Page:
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A Mystery Scope!

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#1 Datapanic

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Posted 29 January 2010 - 01:09 PM

I picked this one up locally this morning. It is an 8" f/8 with fiberglass tube, a nice mount and a Cave stand. It had a label on the mount, but it's gone now and I'm not sure what it is but it is definitely interesting!

Edit: I changed the photo to show the complete telescope

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#2 Datapanic

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Posted 29 January 2010 - 01:11 PM

The mirror has been stored inside and has its own box with mounts inside it to keep it safe.

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#3 Datapanic

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Posted 29 January 2010 - 01:13 PM

The mirror itself has no side markings, but the surface is sweet with no scratches and very good condition.

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#4 Datapanic

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Posted 29 January 2010 - 01:14 PM

The back of the mirror has "Clark" written in pencil as well as focal length info and a sticker from Morvac Optical Coating of Signal Hill, California.

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#5 Datapanic

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Posted 29 January 2010 - 01:17 PM

The cell is a 9-point suspension work of art. The mirror is secured by a cork-lined ring with set screws and then a ring (not shown) screws on top of the mirror to secure it in place. There is no indication of who made it.

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#6 Datapanic

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Posted 29 January 2010 - 01:19 PM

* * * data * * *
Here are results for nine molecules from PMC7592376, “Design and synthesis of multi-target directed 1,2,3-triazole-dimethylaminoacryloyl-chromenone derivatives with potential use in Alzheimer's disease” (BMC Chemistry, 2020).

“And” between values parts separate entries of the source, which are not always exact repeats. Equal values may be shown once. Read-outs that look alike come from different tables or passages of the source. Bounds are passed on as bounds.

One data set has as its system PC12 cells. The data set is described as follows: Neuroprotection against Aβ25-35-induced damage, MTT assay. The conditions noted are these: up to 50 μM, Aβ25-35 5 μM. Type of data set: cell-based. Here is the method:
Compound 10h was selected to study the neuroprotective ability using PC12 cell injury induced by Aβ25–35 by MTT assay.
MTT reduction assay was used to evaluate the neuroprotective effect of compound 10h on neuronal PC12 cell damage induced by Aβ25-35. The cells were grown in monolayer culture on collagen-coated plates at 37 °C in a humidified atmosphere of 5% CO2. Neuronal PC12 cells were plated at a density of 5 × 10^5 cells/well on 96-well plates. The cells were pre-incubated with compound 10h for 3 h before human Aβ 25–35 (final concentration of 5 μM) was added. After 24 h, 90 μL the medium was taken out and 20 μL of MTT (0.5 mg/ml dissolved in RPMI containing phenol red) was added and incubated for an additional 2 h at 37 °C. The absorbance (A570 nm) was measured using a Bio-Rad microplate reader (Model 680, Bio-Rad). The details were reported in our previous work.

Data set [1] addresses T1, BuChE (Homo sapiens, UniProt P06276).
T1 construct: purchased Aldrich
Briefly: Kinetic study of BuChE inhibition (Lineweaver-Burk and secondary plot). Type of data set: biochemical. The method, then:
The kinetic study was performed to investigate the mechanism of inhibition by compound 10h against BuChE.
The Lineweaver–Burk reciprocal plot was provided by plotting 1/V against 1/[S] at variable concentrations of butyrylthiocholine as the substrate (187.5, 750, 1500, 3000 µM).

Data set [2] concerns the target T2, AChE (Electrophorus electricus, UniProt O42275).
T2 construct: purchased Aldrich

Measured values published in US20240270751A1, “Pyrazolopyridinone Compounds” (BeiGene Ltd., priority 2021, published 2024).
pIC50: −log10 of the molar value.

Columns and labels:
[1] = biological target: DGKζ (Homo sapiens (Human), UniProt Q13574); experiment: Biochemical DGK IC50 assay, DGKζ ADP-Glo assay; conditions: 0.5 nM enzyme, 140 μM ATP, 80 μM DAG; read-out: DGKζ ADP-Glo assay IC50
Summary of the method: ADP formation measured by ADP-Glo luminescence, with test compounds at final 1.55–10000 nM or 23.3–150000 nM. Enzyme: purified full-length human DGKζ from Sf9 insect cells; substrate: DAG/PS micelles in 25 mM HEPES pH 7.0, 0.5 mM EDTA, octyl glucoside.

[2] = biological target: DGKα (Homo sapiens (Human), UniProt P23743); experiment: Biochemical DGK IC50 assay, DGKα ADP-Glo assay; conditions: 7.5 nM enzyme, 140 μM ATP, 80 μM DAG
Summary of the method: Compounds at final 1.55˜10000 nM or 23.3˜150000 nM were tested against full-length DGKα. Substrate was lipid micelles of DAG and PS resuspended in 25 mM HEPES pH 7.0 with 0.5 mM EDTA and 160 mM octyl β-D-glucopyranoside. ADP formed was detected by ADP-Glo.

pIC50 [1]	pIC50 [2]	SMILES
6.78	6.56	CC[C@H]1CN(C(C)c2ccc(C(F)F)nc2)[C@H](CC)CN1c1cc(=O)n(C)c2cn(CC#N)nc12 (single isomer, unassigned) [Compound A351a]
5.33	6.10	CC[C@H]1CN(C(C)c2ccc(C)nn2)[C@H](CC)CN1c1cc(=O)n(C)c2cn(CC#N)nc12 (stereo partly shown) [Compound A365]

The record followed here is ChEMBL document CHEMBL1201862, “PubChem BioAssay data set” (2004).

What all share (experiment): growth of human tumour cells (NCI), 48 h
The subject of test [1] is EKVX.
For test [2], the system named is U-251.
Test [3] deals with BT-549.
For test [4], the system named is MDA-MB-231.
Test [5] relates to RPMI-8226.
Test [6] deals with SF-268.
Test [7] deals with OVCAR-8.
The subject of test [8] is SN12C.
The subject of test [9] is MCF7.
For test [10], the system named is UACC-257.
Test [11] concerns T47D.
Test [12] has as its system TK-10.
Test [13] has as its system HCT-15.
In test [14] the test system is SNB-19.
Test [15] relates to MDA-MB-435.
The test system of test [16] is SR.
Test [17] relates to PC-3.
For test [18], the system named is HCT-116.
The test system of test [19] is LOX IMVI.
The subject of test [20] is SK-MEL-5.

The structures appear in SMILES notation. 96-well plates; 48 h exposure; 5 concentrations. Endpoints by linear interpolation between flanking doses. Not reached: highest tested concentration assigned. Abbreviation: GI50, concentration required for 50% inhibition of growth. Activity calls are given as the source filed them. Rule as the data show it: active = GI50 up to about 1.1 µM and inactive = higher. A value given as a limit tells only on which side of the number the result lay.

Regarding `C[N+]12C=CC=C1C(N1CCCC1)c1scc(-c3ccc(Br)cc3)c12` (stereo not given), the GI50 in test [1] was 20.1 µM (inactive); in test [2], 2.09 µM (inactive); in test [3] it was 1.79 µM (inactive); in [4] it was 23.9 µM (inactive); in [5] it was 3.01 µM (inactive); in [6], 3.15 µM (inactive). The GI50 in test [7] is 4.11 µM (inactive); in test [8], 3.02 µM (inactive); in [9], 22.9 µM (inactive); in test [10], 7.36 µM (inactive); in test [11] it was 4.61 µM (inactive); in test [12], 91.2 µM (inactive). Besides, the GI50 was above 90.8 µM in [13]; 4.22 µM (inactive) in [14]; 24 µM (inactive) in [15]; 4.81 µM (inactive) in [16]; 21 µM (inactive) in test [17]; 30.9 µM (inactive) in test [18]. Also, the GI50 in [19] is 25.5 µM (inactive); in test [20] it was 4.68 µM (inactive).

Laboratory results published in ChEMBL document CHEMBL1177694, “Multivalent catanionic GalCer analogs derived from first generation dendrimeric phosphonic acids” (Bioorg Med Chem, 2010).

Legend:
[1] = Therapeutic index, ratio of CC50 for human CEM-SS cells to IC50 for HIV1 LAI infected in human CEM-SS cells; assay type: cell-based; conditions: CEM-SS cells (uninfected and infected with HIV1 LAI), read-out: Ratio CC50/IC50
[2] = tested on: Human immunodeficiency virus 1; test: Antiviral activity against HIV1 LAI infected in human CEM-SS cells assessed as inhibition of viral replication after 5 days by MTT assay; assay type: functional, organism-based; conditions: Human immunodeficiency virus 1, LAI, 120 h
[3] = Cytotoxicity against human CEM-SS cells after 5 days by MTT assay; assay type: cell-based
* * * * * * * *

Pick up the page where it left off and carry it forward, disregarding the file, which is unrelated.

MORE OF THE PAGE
The OTA is interesting, there is no viewfinder nor any holes to indicate one was every installed! The focuser is a huge 1.25" with motor controlled focus.

The end rings have three ears to attach the tube covers and the mirror and its cell with nice knobs. The second ring from the top secures the spider and secondary.

The tube is made out of fiberglass.

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#7 actionhac

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Posted 29 January 2010 - 01:22 PM

Looks like the label just went missing. Go over the site with a magnifier? trunk of you car? freeway?

Look at the taper on that mirror and the beautiful edge.

Robert

#8 Datapanic

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Posted 29 January 2010 - 01:23 PM

The tube has rotating rings, which seem a little nicer than the Cave design. It looks like there are teflon blocks instead of 3/8" rods between the inner and outer rings. There are 6 spacer bars as well.

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#9 Datapanic

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Posted 29 January 2010 - 01:24 PM

It's something else! More pics coming :)

#10 Datapanic

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Posted 29 January 2010 - 01:27 PM

The stand itself is definitely Cave, with some heavy duty 5/8" levelers where the caster wheels would go. Unfortunately, 2 of the knobs are missing.

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#11 Mike Conley

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Posted 29 January 2010 - 01:31 PM